You may also want to check whether you're using short open tags<? instead of<?php and your PHP configuration has turned short open tags off.

Also see PHP code is not being executed, instead code shows on the page

93

Answer

Solution:

Notice: Array to string conversion

This simply happens if you try to treat an array as a string:

$arr = array('foo', 'bar');

echo $arr;  // Notice: Array to string conversion
$str = 'Something, ' . $arr;  // Notice: Array to string conversion

An array cannot simply beecho'd or concatenated with a string, because the result is not well defined. PHP will use the string "Array" in place of the array, and trigger the notice to point out that that's probably not what was intended and that you should be checking your code here. You probably want something like this instead:

echo $arr[0];  // displays foo
$str = 'Something ' . join(', ', $arr); //displays Something, foo, bar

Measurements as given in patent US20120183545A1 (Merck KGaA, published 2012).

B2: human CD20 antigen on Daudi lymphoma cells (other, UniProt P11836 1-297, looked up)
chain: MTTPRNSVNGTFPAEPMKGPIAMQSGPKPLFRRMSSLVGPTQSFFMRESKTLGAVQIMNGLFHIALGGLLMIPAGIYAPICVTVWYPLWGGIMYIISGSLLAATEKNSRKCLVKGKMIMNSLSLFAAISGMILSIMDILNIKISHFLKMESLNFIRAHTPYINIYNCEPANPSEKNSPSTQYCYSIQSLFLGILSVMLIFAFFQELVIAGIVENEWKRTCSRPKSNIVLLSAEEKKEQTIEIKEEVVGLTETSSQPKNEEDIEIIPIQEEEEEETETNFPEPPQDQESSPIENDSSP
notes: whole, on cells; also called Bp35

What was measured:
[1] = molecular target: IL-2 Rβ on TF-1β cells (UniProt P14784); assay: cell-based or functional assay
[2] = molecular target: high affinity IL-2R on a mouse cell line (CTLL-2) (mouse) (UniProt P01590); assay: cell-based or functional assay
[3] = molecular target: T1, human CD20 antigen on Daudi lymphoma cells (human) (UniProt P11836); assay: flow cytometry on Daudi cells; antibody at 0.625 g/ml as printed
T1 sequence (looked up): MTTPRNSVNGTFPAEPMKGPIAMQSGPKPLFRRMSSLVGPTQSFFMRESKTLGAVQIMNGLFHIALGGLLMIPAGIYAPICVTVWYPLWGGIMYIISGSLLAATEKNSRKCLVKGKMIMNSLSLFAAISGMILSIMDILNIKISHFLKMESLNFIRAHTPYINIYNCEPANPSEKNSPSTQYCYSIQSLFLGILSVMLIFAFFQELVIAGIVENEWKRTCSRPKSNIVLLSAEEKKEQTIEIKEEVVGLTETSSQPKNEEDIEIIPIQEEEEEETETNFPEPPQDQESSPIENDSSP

Or loop the array:

foreach($arr as $key => $value) {
    echo "array $key = $value";
    // displays first: array 0 = foo
    // displays next:  array 1 = bar
}

If this notice appears somewhere you don't expect, it means a variable which you thought is a string is actually an array. That means you have a bug in your code which makes this variable an array instead of the string you expect.

598

Answer

Solution:

Warning: mysql_connect(): Access denied for user 'name'@'host'

This warning shows up when you connect to a MySQL/MariaDB server with invalid or missing credentials ({-code-20}/{-code-21}). So this is typically not a code problem, but a server configuration issue.

113

Answer

Solution:

Warning: Cannot modify header information - headers already sent

Happens when your script tries to send an HTTP header to the client but there already was output before, which resulted in headers to be already sent to the client.

This is an and it will not stop the script.

A typical example would be a template file like this:

<html>
    <?php session_start(); ?>
    <head><title>My Page</title>
</html>
...

Thesession_start() function will try to send headers with the session cookie to the client. But PHP already sent headers when it wrote the<html> element to the output stream. You'd have to move thesession_start() to the top.